Latest in Services

Image credit: Getty Images

IBM's simulated molecule could lead to drug and energy advances

A quantum computer has simulated the largest molecule to date.
722 Shares
Share
Tweet
Share

Sponsored Links

Getty Images

IBM's quantum computer has made a small advance that could ultimately lead to a major chemistry breakthrough. A team of IBM researchers has successfully used IBM Q to accurately simulate the molecular structure of beryllium hydride (BeH2), the largest molecule ever to be simulated by a quantum computer to date. This is pretty important, because simulating any molecule on a quantum level is no easy task, never mind a big one.

The point of simulating molecules is to determine how they will interact with other compounds, so researchers can create safe and effective chemical models for things like medicine and batteries. To do this, scientists need to find the molecule's most stable configuration, known as its ground state. In theory, this should be straightforward enough, but to truly understand the molecule's behavior, you have to figure out how each electron in each atom will interact with all the other atom's nuclei, including the unusual quantum effects that take place on such small scales.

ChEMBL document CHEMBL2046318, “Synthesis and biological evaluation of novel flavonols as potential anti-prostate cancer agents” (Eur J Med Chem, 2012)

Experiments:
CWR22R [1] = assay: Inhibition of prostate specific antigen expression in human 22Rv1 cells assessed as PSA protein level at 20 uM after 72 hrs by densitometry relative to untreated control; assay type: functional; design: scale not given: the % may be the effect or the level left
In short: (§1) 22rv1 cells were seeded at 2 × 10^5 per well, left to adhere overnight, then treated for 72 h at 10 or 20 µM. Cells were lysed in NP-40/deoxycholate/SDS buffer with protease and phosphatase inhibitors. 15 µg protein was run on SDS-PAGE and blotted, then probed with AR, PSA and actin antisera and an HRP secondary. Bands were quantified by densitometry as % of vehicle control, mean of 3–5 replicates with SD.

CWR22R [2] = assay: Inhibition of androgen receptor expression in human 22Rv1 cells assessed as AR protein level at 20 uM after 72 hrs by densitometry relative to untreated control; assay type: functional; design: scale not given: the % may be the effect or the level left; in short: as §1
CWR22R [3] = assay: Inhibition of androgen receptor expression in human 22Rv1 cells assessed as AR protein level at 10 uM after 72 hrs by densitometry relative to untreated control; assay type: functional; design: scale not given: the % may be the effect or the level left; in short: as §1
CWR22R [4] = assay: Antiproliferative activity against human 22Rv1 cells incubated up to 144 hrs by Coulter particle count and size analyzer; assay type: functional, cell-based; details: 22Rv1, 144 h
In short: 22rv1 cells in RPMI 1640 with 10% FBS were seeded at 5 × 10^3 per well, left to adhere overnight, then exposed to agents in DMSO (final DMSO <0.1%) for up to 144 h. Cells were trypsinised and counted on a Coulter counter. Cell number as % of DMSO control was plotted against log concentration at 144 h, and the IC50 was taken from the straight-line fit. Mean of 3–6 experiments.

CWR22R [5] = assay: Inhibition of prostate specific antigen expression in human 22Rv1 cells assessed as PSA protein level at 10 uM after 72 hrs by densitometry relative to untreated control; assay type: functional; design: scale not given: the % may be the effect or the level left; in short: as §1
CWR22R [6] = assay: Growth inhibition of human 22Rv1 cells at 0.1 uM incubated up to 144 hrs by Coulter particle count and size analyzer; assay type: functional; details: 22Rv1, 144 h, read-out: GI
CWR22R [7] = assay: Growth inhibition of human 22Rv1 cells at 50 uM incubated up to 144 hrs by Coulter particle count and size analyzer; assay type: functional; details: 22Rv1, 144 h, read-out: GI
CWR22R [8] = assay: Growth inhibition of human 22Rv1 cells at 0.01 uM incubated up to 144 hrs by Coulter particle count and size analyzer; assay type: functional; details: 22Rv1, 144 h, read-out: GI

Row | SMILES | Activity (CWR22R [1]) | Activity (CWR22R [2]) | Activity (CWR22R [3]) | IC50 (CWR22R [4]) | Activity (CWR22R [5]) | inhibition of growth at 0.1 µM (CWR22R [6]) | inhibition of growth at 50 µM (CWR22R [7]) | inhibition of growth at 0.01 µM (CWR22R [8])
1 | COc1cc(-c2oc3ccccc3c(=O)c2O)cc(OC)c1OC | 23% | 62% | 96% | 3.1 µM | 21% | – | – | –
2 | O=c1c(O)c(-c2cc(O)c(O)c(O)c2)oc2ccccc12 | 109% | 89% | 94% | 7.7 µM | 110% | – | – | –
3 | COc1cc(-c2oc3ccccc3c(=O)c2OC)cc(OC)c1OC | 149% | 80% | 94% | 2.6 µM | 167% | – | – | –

So there's a lot going on, and today's computers can quickly become overwhelmed with the magnitude of options and outcomes, leaving chemical modellers to make approximations about how a molecule might behave and then test their theories -- which can be time-consuming -- in the real world. So the IBM team demonstrating that its seven-qubit chip is up to the job by calculating the ground state of BeH2 has significant connotations for the future of chemistry as we know it. As the team outline on the IBM blog, simulating chemical reactions accurately is an important step in discovering new drugs, fertilizers and even new sustainable energy sources. It's big news on a small scale.

All products recommended by Engadget are selected by our editorial team, independent of our parent company. Some of our stories include affiliate links. If you buy something through one of these links, we may earn an affiliate commission.
Comment
Comments
Share
722 Shares
Share
Tweet
Share

Popular on Engadget

Porsche opens Europe's most powerful EV charging park

Porsche opens Europe's most powerful EV charging park

View
Ninja's Twitter account was hijacked

Ninja's Twitter account was hijacked

View
AI discovers antibiotic that kills even highly resistant bacteria

AI discovers antibiotic that kills even highly resistant bacteria

View
Netflix's first 'Transformers' teaser reveals a hopeless war

Netflix's first 'Transformers' teaser reveals a hopeless war

View
Alphabet's Loon, telecoms unite to boost high-altitude internet

Alphabet's Loon, telecoms unite to boost high-altitude internet

View

From around the web

Page 1Page 1ear iconeye iconFill 23text filevr